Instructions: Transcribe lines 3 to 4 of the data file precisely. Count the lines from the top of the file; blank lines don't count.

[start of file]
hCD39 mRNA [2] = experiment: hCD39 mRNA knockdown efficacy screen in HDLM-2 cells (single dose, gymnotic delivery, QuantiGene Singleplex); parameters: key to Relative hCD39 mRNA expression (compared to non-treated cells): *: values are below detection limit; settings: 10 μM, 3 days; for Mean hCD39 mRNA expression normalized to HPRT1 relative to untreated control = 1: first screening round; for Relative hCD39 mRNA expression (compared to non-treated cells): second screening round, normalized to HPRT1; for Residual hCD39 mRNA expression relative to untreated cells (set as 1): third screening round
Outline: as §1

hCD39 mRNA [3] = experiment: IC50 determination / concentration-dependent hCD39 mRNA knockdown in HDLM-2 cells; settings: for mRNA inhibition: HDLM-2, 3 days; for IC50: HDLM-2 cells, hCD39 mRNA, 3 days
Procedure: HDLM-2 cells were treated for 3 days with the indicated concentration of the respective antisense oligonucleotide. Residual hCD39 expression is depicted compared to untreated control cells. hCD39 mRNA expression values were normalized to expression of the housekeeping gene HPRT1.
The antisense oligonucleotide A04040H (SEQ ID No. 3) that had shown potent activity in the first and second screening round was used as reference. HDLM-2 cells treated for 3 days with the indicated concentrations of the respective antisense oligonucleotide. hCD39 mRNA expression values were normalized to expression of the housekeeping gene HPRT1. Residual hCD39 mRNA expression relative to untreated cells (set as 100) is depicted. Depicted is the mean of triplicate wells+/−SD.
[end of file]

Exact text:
hCD39 mRNA [3] = experiment: IC50 determination / concentration-dependent hCD39 mRNA knockdown in HDLM-2 cells; settings: for mRNA inhibition: HDLM-2, 3 days; for IC50: HDLM-2 cells, hCD39 mRNA, 3 days
Procedure: HDLM-2 cells were treated for 3 days with the indicated concentration of the respective antisense oligonucleotide. Residual hCD39 expression is depicted compared to untreated control cells. hCD39 mRNA expression values were normalized to expression of the housekeeping gene HPRT1.